Signs and Symptoms of Dehydration
The two early signs and symptoms of dehydration are a dark yellow thirst and urine. This is the body’s way of trying to increase fluid in the body and reduce the discharge of fluids. Depending on how much your body loses fluid, dehydration is divided into three kinds. That is light, medium, and heavy.
Light and Medium Dehydration
Mild and moderate dehydration will generally lead to:
- The color of urine becomes more dark or dark
- The number and frequency of urine removal decreases
- The mouth is dry and sticky
- Easy to get sleepy and get tired quickly
You can cure the dehydration process at this stage without medical help by drinking more fluids. If dehydration is allowed to continue for a prolonged period, it can affect kidney function and increase the risk of kidney stones. Ultimately, it can also cause muscle damage.
While in children and infants, the symptoms of dehydration are as follows:
- When we cry there is no tears
- The eyes look sunken inward
- Shrinking the top of the head
- The diapers stay dry for 12 hours
- The skin feels cold and dry
- Easy to get angry and lethargic
- The mouth is dry and sticky
- Fatigue and dizziness
Dehydration can be dangerous if left alone and not treated promptly. Severe dehydration is considered an emergency medical condition and requires rapid treatment. Symptoms that may occur when experiencing severe dehydration are:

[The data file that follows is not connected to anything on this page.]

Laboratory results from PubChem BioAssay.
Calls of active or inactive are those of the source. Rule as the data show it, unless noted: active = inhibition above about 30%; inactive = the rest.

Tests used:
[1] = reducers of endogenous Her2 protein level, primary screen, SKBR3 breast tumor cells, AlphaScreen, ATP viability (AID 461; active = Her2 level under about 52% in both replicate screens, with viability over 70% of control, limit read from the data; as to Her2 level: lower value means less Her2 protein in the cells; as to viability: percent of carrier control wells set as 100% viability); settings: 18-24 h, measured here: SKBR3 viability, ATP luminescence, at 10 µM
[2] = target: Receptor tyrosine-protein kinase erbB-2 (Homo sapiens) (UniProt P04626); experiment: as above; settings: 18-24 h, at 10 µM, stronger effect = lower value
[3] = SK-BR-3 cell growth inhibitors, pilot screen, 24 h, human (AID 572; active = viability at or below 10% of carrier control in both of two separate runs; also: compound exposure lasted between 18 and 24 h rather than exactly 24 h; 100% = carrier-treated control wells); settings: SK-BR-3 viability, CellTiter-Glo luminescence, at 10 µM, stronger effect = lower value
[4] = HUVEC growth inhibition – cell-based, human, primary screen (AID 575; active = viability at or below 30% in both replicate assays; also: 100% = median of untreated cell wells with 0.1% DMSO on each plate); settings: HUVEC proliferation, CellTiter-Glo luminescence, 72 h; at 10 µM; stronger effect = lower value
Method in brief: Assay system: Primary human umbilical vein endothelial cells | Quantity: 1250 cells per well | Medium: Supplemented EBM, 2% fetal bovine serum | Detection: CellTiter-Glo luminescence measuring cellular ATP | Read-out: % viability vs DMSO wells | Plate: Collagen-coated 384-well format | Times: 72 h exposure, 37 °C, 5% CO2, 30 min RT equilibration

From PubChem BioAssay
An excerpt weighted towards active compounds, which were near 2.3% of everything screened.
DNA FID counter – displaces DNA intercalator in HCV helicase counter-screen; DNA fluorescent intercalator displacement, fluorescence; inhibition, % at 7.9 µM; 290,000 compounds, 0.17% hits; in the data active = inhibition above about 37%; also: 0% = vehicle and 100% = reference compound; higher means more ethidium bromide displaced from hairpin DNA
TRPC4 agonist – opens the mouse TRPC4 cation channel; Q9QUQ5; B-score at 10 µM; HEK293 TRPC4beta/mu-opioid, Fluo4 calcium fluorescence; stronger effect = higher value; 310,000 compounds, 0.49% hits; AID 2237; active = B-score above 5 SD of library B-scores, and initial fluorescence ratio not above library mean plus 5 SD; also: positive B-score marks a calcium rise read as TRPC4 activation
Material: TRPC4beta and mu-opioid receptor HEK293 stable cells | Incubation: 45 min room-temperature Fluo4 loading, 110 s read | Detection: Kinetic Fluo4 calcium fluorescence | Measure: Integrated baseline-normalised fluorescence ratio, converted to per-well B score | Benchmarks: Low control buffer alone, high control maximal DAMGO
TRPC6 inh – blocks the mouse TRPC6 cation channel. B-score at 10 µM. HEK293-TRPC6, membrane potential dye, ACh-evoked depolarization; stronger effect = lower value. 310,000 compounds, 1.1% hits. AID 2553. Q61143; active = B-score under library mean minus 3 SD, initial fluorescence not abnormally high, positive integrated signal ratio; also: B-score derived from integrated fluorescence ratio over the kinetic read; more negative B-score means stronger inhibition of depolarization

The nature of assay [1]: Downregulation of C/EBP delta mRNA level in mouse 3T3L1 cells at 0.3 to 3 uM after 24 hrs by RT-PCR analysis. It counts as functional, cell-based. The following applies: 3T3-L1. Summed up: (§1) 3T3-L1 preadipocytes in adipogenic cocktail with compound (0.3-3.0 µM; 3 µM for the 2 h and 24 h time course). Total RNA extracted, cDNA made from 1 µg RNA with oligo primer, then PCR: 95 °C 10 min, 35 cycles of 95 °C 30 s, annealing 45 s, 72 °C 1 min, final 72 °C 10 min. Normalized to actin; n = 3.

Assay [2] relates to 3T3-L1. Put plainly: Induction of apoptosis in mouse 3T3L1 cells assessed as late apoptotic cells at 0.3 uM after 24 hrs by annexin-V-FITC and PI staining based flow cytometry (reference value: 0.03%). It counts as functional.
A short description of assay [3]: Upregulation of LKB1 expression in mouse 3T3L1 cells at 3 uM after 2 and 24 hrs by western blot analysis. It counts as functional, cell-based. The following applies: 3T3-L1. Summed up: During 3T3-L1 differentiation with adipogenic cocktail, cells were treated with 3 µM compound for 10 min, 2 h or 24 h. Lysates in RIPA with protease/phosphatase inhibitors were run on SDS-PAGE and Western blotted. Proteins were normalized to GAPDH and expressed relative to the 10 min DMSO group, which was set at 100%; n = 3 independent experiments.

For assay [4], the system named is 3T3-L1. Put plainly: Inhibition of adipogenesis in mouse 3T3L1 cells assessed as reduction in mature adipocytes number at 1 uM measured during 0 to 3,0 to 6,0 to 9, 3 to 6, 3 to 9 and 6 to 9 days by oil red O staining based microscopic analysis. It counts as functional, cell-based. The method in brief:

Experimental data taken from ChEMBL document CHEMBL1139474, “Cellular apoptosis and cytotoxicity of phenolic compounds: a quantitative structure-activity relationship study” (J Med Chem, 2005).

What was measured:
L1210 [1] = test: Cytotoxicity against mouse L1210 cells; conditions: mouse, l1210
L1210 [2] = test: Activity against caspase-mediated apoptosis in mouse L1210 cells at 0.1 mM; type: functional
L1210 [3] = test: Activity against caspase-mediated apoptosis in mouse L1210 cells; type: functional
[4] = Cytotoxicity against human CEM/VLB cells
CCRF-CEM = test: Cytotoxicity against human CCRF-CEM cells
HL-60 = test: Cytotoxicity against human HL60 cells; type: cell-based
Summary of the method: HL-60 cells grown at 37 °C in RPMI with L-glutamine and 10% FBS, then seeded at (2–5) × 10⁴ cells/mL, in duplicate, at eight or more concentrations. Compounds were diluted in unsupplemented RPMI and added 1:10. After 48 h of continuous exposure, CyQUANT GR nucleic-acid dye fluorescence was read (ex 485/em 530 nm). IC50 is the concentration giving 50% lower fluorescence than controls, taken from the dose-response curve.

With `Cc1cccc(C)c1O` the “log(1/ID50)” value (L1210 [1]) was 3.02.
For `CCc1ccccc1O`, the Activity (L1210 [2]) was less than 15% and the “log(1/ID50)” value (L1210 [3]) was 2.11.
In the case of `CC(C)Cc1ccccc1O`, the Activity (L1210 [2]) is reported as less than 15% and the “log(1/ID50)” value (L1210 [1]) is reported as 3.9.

- Easily irritable and confused
- Little tears and dry mouth
- Rapid but weak heartbeat
- Breathing quickly
- The eyes look sunken
- The skin becomes inelastic, after being pinched back to the origin for longer
- Low blood pressure
- Do not urinate for 8 hours or in infants, diapers rarely become wet due to urine.
- Very dizzy or sleepy, especially in infants and children
- Low awareness level
- In children and infants, the feet and hands will be cold and blotchy-looking without itching or pain.
Dehydration at this level requires hospitalization. You will be given an IV to return the amount of fluid lost. If not treated seriously, it can cause complications. Among other brain swelling (cerebral edema), seizures, body temperature disorders of the body increased to a stroke (heat injury and heatstroke), hypovolemic shock, kidney failure, coma, and death.
In addition to the three types of dehydration that are differentiated based on their severity, the following types of dehydration are based on the cause, namely:
- Hypertonic dehydration. When the body loses a lot of water so that the body’s sodium levels increase. This type of dehydration is usually caused by lack of drinking, burns, diabetes, or having watery or watery diarrhea and vomiting. In general, infants and children are more likely to have hypertonic dehydration than adults.
- Hypotonic dehydration (hyponatremia). A dehydration condition in which the sodium content in the blood vessels is reduced more than the moisture content.
- Isotonic dehydration. In this type of dehydration, water and body sodium are reduced to the same degree. Isotonic dehydration is often caused by ordinary diarrhea.